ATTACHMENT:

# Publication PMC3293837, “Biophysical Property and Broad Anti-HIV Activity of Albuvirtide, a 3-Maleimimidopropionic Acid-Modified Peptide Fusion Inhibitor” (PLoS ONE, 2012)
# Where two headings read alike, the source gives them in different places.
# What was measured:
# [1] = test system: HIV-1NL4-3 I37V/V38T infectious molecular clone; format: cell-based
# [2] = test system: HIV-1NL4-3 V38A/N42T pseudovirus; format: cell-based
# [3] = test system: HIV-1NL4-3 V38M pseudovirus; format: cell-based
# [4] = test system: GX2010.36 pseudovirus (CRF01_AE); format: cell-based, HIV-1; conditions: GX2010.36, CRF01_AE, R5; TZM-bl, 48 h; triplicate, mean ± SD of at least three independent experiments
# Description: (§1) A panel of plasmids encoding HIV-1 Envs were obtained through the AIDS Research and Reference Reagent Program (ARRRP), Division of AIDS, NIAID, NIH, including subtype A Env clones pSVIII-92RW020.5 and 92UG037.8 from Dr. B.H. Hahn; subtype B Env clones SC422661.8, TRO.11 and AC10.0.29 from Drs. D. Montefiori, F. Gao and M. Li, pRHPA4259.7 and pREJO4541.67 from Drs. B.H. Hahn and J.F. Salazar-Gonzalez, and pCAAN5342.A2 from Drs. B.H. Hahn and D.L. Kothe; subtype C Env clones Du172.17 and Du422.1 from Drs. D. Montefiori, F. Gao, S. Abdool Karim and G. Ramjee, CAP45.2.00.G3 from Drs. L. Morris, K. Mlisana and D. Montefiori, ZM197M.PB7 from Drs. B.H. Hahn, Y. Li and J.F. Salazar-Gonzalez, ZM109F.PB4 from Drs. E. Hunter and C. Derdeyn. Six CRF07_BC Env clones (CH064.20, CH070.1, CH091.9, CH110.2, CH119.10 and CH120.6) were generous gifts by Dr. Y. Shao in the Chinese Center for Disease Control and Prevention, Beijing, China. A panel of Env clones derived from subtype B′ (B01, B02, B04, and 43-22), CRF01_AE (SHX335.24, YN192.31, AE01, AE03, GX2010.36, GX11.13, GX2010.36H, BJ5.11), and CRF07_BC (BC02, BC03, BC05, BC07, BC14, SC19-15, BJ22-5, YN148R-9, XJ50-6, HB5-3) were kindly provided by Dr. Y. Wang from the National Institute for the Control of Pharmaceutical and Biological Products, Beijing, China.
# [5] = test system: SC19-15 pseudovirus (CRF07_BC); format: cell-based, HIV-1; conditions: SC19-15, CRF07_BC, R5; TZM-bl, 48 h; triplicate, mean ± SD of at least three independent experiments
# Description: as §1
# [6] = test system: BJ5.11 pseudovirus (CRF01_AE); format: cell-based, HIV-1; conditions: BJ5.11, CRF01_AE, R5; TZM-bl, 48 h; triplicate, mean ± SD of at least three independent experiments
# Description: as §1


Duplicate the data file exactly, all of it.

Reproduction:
# Publication PMC3293837, “Biophysical Property and Broad Anti-HIV Activity of Albuvirtide, a 3-Maleimimidopropionic Acid-Modified Peptide Fusion Inhibitor” (PLoS ONE, 2012)
# Where two headings read alike, the source gives them in different places.
# What was measured:
# [1] = test system: HIV-1NL4-3 I37V/V38T infectious molecular clone; format: cell-based
# [2] = test system: HIV-1NL4-3 V38A/N42T pseudovirus; format: cell-based
# [3] = test system: HIV-1NL4-3 V38M pseudovirus; format: cell-based
# [4] = test system: GX2010.36 pseudovirus (CRF01_AE); format: cell-based, HIV-1; conditions: GX2010.36, CRF01_AE, R5; TZM-bl, 48 h; triplicate, mean ± SD of at least three independent experiments
# Description: (§1) A panel of plasmids encoding HIV-1 Envs were obtained through the AIDS Research and Reference Reagent Program (ARRRP), Division of AIDS, NIAID, NIH, including subtype A Env clones pSVIII-92RW020.5 and 92UG037.8 from Dr. B.H. Hahn; subtype B Env clones SC422661.8, TRO.11 and AC10.0.29 from Drs. D. Montefiori, F. Gao and M. Li, pRHPA4259.7 and pREJO4541.67 from Drs. B.H. Hahn and J.F. Salazar-Gonzalez, and pCAAN5342.A2 from Drs. B.H. Hahn and D.L. Kothe; subtype C Env clones Du172.17 and Du422.1 from Drs. D. Montefiori, F. Gao, S. Abdool Karim and G. Ramjee, CAP45.2.00.G3 from Drs. L. Morris, K. Mlisana and D. Montefiori, ZM197M.PB7 from Drs. B.H. Hahn, Y. Li and J.F. Salazar-Gonzalez, ZM109F.PB4 from Drs. E. Hunter and C. Derdeyn. Six CRF07_BC Env clones (CH064.20, CH070.1, CH091.9, CH110.2, CH119.10 and CH120.6) were generous gifts by Dr. Y. Shao in the Chinese Center for Disease Control and Prevention, Beijing, China. A panel of Env clones derived from subtype B′ (B01, B02, B04, and 43-22), CRF01_AE (SHX335.24, YN192.31, AE01, AE03, GX2010.36, GX11.13, GX2010.36H, BJ5.11), and CRF07_BC (BC02, BC03, BC05, BC07, BC14, SC19-15, BJ22-5, YN148R-9, XJ50-6, HB5-3) were kindly provided by Dr. Y. Wang from the National Institute for the Control of Pharmaceutical and Biological Products, Beijing, China.
# [5] = test system: SC19-15 pseudovirus (CRF07_BC); format: cell-based, HIV-1; conditions: SC19-15, CRF07_BC, R5; TZM-bl, 48 h; triplicate, mean ± SD of at least three independent experiments
# Description: as §1
# [6] = test system: BJ5.11 pseudovirus (CRF01_AE); format: cell-based, HIV-1; conditions: BJ5.11, CRF01_AE, R5; TZM-bl, 48 h; triplicate, mean ± SD of at least three independent experiments
# Description: as §1